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Discussion Starter · #1 ·
Here is a few pics of a new to me 1977 Case 446. This will be my winter work horse and maybe my summer time dirt pusher. I will be putting my cab on this tractor over the summer time and swapping to the newer style fenders. Im thinking of giving her a paint job over the summer along with new decals.





 

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Discussion Starter · #4 ·
I am 99% sure I got it fixed. I put new plugs and wires on it and cleaned out the carb along with replacing the fuel lines and filter. I also replaced the oil and worked it for about 15 minutes. No sign of backfiring like it was doing before. Im pretty sure it was a bad plug wire that was causing fuel to leak past the rings. I still have a few things I want to replace but those can wait a little while. I still need to drain the old fuel and replace the line that goes from the tank to the filter. I ran out of time and heat today so that will have to wait for another Sunday.
 

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Discussion Starter · #5 ·
GoldenCove said:
Brad,

The tractor looks nice...did the ag's come with it or did you put them on? With some weight on the wheels it will be unstoppable :thumbsup: :coolphotos:
They came with the tractor. I am either going to put the weight box from my 220 on it or make weights for the wheels. Im leaning towards the weights in the wheels AND loading the tires.
 

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I have the case plastic weights on my 448 with ag's...it hardly slips when it is cold on the pavement. Last storm we had some warmer weather and a bit of ice under it.....I will be loading my tires for next year. Charles has a good way to do it yourself so I will use his method. :winterrules:
 

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My tire loading method is very simple as long as you own an air compressor. :thumbsup:

It's seriously a royal pain getting the tires back on the tractor though... :sidelaugh:


Nice looking machine Brad. Looks exactly like mine except for the decals.
 

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Brad, sounds like a smart move putting your cab on the 446 and using it for plow duty. The newer style fenders will keep the slush off the back of your pant legs. I would load the tires for sure, and if you have wheel weights or a weight box use them too. Is there an inside joke about putting the tires back on? Charles lost me with that one. :headscratcher: I always lower the jack slightly, lean the tire into the axle flange, then raise it until the top lug hole lines up. I put the top lug bolt in semi-tight and raise the tractor more so the wheel goes vertical, then wiggle it enough to put a bolt in the bottom side, then the rest of the bolts. Even with my loaded 9.5-16s it isn't that much of a chore. Glad to see your recently restored beauty will be spared from plow duty by your new workhorse.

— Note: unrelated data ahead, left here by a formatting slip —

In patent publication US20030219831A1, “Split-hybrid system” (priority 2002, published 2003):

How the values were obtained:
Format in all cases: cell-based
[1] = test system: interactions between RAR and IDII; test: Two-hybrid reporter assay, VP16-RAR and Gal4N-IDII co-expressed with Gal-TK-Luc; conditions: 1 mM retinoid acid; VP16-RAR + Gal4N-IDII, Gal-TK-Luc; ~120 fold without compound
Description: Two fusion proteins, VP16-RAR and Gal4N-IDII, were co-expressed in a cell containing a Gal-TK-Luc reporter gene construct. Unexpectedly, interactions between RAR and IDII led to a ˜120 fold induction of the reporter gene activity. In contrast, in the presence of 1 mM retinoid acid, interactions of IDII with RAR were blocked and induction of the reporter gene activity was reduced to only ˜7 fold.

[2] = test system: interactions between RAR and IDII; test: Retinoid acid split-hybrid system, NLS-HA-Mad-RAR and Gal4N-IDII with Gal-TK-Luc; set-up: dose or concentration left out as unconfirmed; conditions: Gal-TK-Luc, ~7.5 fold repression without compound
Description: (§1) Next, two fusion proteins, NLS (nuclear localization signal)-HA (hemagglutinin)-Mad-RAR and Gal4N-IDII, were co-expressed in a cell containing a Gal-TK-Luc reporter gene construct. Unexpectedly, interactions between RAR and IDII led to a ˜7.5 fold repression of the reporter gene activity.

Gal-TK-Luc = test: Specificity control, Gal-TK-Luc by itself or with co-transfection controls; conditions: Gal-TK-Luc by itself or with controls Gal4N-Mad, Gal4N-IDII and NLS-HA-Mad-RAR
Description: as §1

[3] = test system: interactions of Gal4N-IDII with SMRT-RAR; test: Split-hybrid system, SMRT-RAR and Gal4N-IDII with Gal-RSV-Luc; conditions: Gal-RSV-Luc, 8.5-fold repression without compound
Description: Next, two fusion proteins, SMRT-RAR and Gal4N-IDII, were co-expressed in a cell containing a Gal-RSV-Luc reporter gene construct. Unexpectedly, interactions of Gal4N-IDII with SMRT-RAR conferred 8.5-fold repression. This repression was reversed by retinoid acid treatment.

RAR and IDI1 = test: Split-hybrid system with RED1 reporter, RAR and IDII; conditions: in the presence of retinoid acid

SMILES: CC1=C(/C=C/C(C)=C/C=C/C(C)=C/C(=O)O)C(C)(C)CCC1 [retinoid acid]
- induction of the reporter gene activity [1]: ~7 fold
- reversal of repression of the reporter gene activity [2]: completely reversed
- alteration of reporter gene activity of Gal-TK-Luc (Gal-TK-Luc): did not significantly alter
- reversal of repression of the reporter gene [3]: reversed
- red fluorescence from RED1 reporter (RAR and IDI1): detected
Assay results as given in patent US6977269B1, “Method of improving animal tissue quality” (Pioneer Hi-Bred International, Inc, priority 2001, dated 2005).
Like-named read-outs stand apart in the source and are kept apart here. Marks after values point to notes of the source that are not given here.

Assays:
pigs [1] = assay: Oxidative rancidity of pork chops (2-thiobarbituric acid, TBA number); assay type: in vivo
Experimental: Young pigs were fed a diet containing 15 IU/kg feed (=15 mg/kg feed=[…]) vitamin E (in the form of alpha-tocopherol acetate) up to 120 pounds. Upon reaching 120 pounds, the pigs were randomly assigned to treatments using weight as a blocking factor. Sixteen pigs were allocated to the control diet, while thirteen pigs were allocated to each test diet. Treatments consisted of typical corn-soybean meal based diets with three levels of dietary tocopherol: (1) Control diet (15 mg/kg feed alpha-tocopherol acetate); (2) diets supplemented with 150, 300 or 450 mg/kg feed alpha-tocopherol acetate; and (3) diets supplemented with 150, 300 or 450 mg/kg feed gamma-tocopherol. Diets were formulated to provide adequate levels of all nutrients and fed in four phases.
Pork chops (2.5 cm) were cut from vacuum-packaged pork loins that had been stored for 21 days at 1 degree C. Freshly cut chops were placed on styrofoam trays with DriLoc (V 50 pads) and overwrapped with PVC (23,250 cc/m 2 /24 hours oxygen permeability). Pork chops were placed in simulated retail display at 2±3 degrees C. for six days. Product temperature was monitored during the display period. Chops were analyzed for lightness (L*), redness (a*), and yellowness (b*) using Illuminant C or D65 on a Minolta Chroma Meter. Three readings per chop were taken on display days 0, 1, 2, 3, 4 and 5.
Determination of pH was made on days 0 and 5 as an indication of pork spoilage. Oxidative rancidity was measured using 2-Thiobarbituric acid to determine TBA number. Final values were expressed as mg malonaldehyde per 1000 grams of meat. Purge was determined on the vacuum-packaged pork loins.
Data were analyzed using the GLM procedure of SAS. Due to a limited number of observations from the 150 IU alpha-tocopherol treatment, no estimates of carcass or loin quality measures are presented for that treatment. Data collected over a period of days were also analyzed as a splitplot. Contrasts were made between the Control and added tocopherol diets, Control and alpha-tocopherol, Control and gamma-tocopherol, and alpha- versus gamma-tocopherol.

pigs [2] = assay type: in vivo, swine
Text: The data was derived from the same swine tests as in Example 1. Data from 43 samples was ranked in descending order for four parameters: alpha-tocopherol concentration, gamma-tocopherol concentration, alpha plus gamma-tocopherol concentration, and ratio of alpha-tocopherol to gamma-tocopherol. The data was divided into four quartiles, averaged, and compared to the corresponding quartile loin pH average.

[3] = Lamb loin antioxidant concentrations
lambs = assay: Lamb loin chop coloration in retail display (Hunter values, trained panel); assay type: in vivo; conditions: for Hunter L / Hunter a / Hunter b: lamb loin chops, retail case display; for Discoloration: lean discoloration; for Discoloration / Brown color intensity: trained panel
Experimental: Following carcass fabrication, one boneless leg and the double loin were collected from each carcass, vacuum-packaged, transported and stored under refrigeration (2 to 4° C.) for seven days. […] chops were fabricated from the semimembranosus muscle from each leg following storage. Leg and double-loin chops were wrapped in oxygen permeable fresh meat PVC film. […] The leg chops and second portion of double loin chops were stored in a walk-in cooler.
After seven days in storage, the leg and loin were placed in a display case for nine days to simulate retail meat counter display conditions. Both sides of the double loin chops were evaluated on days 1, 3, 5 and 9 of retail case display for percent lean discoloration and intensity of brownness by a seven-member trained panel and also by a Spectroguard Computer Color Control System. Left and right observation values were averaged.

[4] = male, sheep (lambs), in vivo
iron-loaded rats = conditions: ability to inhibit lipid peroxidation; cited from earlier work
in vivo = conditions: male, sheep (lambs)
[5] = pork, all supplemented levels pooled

John
 

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Discussion Starter · #11 ·
John, the newer style fenders I have are not the one piece design that have the foot rest incorporated into them. I have mid 80s style fenders, just like my 220 has. If I could find the one piece set then I might consider it since it will seal off the cab doors a lot better.
 

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Once your tires are fluid filled they weigh over 140lbs each. That's why they're a little trickier to get back on.

Brad here was my solution to sealing up the inside. I made a series of panels that block out the wind. Here's a pic of one side.

 

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Snotrocket said:
Once your tires are fluid filled they weigh over 140lbs each. That's why they're a little trickier to get back on.
Ah, Charles, they're not that bad. My 9.5-16s are loaded with calcium chloride and they don't give me too much trouble using the method I mentioned. You just don't want to have to lift them on. :mrgreen:
I'm still envious of that cab, but I'd have to have XM so I could listen to Outlaw Country while I'm plowing. Heck, it would be nice just to be warm. I've been out plowing and soon I've got to go to work and freeze my ass off. That sleet storm last night sure made a mess of things. I almost got the 446 stuck down in a dip on ice with the blade against a pile of snow and ice. Sure wish these things came with a diff lock.
John
 
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